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New angle for an old sport

July 11, 1966
July 11, 1966

Table of Contents
July 11, 1966

Golf Paralysis
  • A staggering slowdown is strangling the game of golf. In the pictures below, Jack Nicklaus uses two and a half minutes to putt out at the U.S. Open, an example of how pro golfers are taking their time. With huge sums at stake, this is understandable and hardly alarming, but recreational golfers mimic the pros. A Sports Illustrated survey shows the result: a nationwide trend that endangers the sport

The Young Turks
Salty Sailor
Guinea Pig
Tennis
Fishing
Babes In The Woods
Baseball's Week
19th Hole: The Readers Take Over

New angle for an old sport

Hooked by esthetics as well as thrills, ardent saltwater fishermen are abandoning conventional tackle to challenge game fish with fly rods

Aside from the incidental joys of the sport—the smells of a salt marsh in an early-morning mist, the freshness of an onshore breeze—the saltwater fisherman's addiction is justified by catching fish. There is, however, an exception: the saltwater fisherman who uses a fly rod despite his awareness that spinning tackle is easier to master and produces more fish. On the grassy flats of Barnegat Bay in New Jersey these single-minded and artful enthusiasts are catching striped bass on long, multi-winged streamers and bucktails that resemble small baitfish. In the shallows of San Francisco Bay fly-casters are taking stripers on deer-hair bugs that resemble nothing that swims or flies. They are members of a rapidly growing cult of fishermen who have discovered the pleasure of taking whatever they catch—one-pound snapper bluefish, tarpon over 100 pounds or striped marlin—on saltwater fly tackle. And they will tell you that even if they catch nothing they are doing it right.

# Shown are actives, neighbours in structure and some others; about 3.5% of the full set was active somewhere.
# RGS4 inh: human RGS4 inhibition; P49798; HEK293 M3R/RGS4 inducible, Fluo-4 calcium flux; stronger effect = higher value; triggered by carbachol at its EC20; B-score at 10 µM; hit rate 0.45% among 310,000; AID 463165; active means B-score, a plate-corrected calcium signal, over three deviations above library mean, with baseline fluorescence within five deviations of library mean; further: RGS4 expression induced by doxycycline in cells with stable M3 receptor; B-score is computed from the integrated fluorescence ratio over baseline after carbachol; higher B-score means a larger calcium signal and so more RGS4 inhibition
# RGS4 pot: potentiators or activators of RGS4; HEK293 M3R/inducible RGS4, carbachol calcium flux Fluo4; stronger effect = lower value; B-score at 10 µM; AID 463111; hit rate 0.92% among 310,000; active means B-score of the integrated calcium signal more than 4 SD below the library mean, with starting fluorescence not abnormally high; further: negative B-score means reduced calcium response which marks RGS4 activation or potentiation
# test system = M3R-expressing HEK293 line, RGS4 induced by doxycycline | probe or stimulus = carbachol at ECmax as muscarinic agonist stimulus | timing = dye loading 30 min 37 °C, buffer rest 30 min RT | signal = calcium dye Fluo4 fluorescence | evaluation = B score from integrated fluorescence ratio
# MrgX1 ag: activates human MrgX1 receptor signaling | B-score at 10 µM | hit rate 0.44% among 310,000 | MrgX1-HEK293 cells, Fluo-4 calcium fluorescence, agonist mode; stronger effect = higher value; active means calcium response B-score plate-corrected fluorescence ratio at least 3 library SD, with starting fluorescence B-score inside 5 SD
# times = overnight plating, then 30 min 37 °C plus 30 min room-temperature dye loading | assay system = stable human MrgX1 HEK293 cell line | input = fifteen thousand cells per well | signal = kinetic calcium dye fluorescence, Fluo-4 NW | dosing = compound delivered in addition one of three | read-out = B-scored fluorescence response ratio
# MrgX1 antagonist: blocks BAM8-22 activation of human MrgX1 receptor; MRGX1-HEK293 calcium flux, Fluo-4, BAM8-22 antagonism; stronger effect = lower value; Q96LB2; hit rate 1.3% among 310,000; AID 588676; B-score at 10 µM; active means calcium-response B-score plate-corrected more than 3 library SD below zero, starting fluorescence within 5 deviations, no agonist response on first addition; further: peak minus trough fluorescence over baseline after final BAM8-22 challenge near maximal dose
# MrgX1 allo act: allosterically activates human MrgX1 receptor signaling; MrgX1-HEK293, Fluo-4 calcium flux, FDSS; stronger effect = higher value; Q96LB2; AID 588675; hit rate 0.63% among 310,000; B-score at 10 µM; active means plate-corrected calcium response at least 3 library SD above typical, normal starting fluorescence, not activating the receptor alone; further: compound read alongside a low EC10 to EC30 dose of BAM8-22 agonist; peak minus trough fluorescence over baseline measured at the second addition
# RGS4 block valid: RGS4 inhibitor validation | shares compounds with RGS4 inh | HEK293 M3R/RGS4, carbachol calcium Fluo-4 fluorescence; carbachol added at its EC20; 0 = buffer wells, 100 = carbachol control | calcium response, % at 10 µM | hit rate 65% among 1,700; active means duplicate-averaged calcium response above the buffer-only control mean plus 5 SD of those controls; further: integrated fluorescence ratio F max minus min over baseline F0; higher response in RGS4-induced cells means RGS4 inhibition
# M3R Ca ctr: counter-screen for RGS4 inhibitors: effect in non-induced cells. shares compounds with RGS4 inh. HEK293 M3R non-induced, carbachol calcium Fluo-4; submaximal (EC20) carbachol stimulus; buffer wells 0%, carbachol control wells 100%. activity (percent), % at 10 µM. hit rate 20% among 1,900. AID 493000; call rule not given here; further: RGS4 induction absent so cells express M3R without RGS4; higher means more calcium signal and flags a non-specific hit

This is an article from the July 11, 1966 issue Original Layout

They like to think of themselves as—well—purists. No saltwater fly-caster ever catches as many fish—or such large ones—as do anglers who use conventional tackle. Wind is a constant problem, and even on rare windless days the fly-caster has to work twice as hard to cover half as much water as the spin-caster. Fly lines have a way of tangling around anything and everything—out-boards, gas tanks, barnacle-encrusted rocks, seaweed and marsh grass. A sudden gust of wind can collapse a cast, and unless the angler has learned to duck instinctively he may get the fly in the back of his head. It is worthwhile learning to duck.

Fly-fishing in salt water is not a new idea. By the turn of the century anglers were using cane salmon rods and flies to catch stripers and shad in coastal waters. By the 1930s a few pioneers had graduated to small tarpon, snook, sea trout and even bonefish. In 1948 in Coos Bay in southern Oregon a famed Virginia fisherman named Joe Brooks took a 29-pound 6-ounce striped bass on a popping bug. Fly-fishermen ever since have been trying to top this record. Last week one finally did. Russell Chatham, a commercial artist from Black Point, Calif., using a homemade six-inch-long double-hook brown-and-black fly he calls the Black Phantom, caught a 36-pound 6-ounce striper in San Francisco Bay.

The current boom in saltwater fly-fishing, however, is due primarily to the recent development of fly tackle refined for saltwater use, tackle that has removed the sport from the domain of the expert. The fisherman needs a powerful but flexible medium-action rod between 8½ and 9½ feet to drive out his big, wind-resistant flies. The average saltwater fly rod weighs 5 to 7½ ounces. It has, however, some special features: outsize stripping guides for shooting line, an extension butt below the reel seat for extra leverage when playing big fish, and a rust-resistant reel seat and ferrule. Big saltwater fish are played directly from the reel, and reels carrying fly line and up to 400 yards of backing have been perfected.